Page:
Thermal expansion is usually defined as:
1. The use of thermal expansion, or contraction, of materials.
a. i.e. Fit a tight joint together by cooling the inner part to contract, heating the outer part to expand, putting the joint together, and returning to equilibrium.
2. If thermal expansion is being used, use multiple materials with different coefficients of thermal expansion.
a. i.e. The basic leaf-spring thermostat uses two metals with different coefficients of expansion. The metals are links so that it bends one way when warmer than normal and the opposite way when cooler.
An easy way to explain thermal expansion is to consider the problem of a tight jar lid. If you can’t undo a lid, you can always heat up the jar to loosen the lid. Similarly, many people use torches to loosen up tight bolts.
My airplane engine is another great example of Thermal Expansion. One of the biggest problems with Cessna aircraft-type engines, also known as combustion engines, is you can shock cool them. If you cut the power and descend to quickly, the engine is cooling very quickly outside while the piston inside is still hot. You end up shrinking the engine around the piston, and you can actually make the engine fail. Pilots have to be very careful upon descent in a piston airplane to avoid engine failure.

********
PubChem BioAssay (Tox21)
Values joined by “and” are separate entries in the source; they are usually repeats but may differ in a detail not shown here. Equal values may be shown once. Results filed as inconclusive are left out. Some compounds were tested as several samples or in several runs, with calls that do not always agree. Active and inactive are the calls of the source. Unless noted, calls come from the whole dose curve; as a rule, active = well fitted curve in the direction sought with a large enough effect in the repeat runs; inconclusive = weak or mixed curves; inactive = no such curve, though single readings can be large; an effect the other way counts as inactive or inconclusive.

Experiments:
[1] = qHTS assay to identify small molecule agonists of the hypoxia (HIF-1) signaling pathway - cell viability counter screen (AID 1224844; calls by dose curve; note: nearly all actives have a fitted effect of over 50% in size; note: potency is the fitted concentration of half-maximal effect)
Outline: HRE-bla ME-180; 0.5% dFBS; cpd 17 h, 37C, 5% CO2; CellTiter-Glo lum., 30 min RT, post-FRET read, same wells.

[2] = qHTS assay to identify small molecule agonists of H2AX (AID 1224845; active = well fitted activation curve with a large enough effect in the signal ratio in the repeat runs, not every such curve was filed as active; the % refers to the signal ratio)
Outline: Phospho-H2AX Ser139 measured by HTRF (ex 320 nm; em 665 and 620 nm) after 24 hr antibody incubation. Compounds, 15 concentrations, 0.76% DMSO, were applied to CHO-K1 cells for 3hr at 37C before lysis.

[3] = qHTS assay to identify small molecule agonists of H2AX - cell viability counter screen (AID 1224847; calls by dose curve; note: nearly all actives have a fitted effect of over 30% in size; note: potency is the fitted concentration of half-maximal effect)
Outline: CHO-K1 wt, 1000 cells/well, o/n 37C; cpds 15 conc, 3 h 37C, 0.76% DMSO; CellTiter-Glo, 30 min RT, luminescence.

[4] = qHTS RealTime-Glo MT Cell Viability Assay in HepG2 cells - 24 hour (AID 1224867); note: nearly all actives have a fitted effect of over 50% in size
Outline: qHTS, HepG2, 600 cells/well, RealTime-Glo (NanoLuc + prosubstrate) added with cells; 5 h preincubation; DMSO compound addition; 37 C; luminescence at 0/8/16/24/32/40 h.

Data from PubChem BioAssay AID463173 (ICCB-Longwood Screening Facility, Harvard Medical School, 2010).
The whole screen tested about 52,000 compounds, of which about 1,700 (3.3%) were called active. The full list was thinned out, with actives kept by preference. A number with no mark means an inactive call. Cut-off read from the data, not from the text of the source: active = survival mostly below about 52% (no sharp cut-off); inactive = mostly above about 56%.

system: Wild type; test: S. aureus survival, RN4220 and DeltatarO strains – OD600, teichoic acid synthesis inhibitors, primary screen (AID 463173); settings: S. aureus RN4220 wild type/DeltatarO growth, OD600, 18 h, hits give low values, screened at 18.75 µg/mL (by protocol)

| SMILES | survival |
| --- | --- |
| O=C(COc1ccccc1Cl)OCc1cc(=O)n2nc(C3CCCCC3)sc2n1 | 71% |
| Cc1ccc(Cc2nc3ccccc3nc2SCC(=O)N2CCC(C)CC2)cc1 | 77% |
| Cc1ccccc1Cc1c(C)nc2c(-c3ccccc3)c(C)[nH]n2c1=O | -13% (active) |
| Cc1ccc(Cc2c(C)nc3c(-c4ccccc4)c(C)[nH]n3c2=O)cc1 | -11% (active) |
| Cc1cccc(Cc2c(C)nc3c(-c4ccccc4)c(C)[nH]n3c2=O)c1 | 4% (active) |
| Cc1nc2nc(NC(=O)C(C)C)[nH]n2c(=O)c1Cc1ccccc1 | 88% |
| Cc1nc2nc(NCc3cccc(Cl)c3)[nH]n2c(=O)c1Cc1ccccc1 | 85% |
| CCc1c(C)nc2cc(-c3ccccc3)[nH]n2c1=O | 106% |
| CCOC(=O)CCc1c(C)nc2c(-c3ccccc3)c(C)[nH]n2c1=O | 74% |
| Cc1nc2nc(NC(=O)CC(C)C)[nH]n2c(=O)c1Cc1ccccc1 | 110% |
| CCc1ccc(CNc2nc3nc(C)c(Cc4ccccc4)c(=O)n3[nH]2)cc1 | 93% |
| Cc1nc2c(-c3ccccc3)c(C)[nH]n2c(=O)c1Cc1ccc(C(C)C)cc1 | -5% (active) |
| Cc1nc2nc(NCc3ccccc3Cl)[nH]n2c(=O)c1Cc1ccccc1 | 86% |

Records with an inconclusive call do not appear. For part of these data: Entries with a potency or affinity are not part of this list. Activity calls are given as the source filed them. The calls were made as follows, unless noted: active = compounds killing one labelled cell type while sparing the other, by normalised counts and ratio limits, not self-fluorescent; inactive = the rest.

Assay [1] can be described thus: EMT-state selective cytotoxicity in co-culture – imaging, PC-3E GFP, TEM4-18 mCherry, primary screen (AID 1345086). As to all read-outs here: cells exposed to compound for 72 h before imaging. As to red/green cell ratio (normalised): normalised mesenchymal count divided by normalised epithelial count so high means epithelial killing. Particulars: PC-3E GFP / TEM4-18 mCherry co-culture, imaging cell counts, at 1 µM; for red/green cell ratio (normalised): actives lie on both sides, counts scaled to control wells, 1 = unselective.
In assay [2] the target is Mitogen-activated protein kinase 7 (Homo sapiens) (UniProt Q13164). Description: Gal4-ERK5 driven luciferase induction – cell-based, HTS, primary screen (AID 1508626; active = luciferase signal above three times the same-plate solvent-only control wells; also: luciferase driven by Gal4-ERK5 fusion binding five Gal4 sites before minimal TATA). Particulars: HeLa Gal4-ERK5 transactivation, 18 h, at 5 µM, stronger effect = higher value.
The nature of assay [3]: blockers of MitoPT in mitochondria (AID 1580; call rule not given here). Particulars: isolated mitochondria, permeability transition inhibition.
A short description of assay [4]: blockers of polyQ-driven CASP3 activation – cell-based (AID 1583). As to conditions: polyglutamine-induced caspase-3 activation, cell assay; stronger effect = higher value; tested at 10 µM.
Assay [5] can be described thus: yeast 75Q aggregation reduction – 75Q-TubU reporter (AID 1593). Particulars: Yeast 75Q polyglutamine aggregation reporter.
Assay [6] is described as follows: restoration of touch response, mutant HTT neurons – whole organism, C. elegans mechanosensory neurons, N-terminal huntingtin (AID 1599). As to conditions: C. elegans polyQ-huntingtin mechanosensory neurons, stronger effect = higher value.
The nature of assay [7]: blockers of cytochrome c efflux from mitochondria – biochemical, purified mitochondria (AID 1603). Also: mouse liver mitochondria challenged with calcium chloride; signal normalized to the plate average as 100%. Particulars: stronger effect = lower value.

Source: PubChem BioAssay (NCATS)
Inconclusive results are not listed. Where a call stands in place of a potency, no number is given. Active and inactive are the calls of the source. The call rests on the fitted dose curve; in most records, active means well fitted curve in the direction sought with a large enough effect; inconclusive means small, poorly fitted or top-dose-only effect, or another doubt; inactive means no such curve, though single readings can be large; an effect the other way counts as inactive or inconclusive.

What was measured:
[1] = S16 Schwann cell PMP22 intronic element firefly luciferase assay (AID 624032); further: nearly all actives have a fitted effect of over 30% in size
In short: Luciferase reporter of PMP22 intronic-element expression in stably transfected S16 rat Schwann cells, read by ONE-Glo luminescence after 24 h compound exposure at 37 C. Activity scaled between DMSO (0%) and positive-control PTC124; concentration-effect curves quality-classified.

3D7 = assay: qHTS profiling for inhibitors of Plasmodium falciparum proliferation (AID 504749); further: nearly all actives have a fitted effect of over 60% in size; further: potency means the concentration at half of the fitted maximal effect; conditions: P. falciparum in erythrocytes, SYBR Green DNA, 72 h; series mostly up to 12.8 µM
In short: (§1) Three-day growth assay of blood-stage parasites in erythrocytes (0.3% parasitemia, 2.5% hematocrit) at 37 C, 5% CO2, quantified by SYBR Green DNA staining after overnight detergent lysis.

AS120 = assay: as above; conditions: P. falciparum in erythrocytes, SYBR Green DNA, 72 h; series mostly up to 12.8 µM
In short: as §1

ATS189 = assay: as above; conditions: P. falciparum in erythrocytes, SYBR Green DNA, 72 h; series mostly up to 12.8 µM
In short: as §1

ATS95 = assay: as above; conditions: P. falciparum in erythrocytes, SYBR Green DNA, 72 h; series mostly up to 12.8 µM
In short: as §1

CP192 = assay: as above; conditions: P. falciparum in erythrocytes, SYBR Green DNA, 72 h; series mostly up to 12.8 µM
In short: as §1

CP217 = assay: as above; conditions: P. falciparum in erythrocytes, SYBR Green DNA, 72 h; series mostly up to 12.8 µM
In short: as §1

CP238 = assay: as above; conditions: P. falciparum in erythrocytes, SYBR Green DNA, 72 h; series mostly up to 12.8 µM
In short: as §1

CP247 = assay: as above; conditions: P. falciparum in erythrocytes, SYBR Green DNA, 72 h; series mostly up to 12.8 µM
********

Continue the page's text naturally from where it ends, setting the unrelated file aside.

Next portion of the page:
The engine in my plane actually uses a combination of water-cooled and air-cooled heads. Because water takes so much longer to undergo a drastic temperature change, you can’t shock cool the engine.
A less literal application of Thermal Expansion is mixing up team members in group projects. Paring someone who is “hot” in their career, with someone who’s not, will encourage creativity and productivity in the less outstanding employee.
How could you look through the lens of Thermal Expansion to improve your product or service?